Some went on in 1980 ‘s but did not get into galleries.

Late 70 s. Ars Electronica annual exhibition of electronic art. ZKM, a major exhibition space for art and technology.

Barbican 1996, Tosha Resonance 4 (looks like board games).

Early-mid 1990, Netart – only works on the web.

Bitstreams 101

Current works

(Above) Telematic Dreaming (1992) is a work consisting of two double beds in different locations. One bed is within a blue – screen environment; the other, in a darkened space. Both beds have cameras above them and are surrounded by monitors; each bed has one person lying in it. The darkened bed has a digital projector above it that projects onto it a live video image of the person on the blue – screen bed. Thus, the camera above the darkened bed captures the image of both people on one bed, sending the image to the monitors in the blue – screen room. A further surreal twist is added by the addition of pre – recorded video mixed into the live projections, for example, when the bed surface is blended with an image of water in a swimming pool.

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Paul Sermon – Bed

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Char Davies Osmose

Eduardo Kac and Alba, the fluorescent bunny.

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Kac Fluorescent Rabbit

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Make your own feral robodogs.

Natalie Jeremienko is presenting megabyte – an aibo – like robodog that has been hacked to to detect radioactivity and other toxic hazards – it’s reward by finding it… makes this invisble hazard, and it’s allied data visible and accesible by all – especially kids.

Yocum Hendix mapped eye movements on a newspaper.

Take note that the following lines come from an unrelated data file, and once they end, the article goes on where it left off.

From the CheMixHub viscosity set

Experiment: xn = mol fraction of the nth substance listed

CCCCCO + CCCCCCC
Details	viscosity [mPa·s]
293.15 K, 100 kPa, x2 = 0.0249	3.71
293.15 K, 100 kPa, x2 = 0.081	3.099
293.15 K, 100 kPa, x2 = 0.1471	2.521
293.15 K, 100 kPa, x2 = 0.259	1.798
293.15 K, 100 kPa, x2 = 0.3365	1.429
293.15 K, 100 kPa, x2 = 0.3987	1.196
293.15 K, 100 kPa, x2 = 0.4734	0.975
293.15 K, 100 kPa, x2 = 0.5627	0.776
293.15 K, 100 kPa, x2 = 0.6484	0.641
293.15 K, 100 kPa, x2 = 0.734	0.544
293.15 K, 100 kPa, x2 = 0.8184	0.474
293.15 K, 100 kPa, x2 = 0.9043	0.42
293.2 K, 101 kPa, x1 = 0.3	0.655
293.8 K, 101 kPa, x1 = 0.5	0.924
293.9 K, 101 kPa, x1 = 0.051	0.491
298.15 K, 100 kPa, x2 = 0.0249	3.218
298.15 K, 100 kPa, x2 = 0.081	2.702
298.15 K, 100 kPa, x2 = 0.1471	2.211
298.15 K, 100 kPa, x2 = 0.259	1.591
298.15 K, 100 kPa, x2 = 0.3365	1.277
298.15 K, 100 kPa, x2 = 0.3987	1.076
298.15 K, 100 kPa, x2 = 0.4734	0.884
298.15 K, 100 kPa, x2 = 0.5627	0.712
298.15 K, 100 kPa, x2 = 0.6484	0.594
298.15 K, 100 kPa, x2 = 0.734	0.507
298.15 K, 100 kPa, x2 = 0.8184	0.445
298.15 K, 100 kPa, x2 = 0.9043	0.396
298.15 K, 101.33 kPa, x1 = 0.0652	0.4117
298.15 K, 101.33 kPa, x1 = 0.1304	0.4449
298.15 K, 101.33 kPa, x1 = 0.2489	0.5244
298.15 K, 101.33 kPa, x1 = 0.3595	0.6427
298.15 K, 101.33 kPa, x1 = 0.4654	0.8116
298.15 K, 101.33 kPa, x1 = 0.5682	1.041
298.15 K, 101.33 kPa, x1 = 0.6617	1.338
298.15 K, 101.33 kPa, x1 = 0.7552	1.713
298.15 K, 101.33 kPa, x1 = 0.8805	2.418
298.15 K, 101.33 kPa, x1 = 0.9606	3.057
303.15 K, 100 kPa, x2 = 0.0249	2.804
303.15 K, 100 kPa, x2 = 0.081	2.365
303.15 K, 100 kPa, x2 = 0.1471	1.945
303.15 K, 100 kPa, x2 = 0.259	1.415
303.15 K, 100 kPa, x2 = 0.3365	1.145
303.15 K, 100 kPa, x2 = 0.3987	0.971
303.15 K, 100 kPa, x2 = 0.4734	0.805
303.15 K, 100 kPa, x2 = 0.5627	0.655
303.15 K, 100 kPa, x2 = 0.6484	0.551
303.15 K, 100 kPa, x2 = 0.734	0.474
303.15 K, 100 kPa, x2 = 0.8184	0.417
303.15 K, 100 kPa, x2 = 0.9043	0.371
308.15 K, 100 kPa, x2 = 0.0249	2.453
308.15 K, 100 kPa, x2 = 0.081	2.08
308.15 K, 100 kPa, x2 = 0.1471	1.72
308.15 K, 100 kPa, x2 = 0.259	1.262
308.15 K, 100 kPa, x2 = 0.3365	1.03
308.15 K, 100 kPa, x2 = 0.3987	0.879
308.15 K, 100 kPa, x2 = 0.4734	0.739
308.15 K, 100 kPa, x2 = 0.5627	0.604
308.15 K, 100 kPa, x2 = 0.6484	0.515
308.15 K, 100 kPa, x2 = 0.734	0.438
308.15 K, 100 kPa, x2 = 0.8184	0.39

? sculptor of distorted objects, such as chairs and hammers.

Telesymphony done through the audiences mobile phones.

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Artist:Jennifer Steinkamp

Title: Loom

Date: 2003

Dimensions: 11 x 11 feet, room 45 x 11 feet

Equipment: Toshiba TLP 650, 1100 lumen and Panasonic PT-L 757 1400 lumen projectors, 2 DVD players.

Photo credit:Jennifer Steinkamp, courtesy ACME, Los Angeles and greengrassi, London.

Exhibition History: Warped Space, CCAC Wattis Institute, San Francisco, California, September 17 – November 15, 2003, Curator: Ralph Rugoff.

Description:Loom consisted of two overlapping video projections; one contained a horizontal pattern, while the other vertical. When combined, the two created a weave. Because there were two projections at angles, the viewer created two shadows that disrupted the projection; one shadow revealed the vertical lines while the other was filled with horizontal lines. The image formed a cube that matched the perspective of the space, which was a deep tunnel. The lines warped with a water like pattern.

John Thompson — film of plane landing using real – time web sources from the web, sound and file.